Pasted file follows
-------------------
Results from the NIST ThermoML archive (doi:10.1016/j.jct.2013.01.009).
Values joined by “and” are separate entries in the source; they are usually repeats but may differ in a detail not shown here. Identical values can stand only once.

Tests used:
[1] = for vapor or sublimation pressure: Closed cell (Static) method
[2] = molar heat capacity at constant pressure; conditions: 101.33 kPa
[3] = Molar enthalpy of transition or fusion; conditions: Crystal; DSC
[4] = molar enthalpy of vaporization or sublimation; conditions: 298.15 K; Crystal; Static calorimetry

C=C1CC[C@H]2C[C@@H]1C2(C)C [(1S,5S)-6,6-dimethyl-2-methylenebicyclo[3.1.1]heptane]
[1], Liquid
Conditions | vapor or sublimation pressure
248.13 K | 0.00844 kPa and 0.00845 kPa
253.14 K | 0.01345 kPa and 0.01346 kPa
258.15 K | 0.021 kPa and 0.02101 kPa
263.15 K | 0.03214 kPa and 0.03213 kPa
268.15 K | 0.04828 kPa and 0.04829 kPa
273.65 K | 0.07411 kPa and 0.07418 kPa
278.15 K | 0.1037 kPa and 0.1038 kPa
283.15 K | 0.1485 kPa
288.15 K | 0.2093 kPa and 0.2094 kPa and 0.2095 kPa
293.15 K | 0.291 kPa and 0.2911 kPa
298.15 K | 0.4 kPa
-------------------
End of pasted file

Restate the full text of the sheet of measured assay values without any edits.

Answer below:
Results from the NIST ThermoML archive (doi:10.1016/j.jct.2013.01.009).
Values joined by “and” are separate entries in the source; they are usually repeats but may differ in a detail not shown here. Identical values can stand only once.

Tests used:
[1] = for vapor or sublimation pressure: Closed cell (Static) method
[2] = molar heat capacity at constant pressure; conditions: 101.33 kPa
[3] = Molar enthalpy of transition or fusion; conditions: Crystal; DSC
[4] = molar enthalpy of vaporization or sublimation; conditions: 298.15 K; Crystal; Static calorimetry

C=C1CC[C@H]2C[C@@H]1C2(C)C [(1S,5S)-6,6-dimethyl-2-methylenebicyclo[3.1.1]heptane]
[1], Liquid
Conditions | vapor or sublimation pressure
248.13 K | 0.00844 kPa and 0.00845 kPa
253.14 K | 0.01345 kPa and 0.01346 kPa
258.15 K | 0.021 kPa and 0.02101 kPa
263.15 K | 0.03214 kPa and 0.03213 kPa
268.15 K | 0.04828 kPa and 0.04829 kPa
273.65 K | 0.07411 kPa and 0.07418 kPa
278.15 K | 0.1037 kPa and 0.1038 kPa
283.15 K | 0.1485 kPa
288.15 K | 0.2093 kPa and 0.2094 kPa and 0.2095 kPa
293.15 K | 0.291 kPa and 0.2911 kPa
298.15 K | 0.4 kPa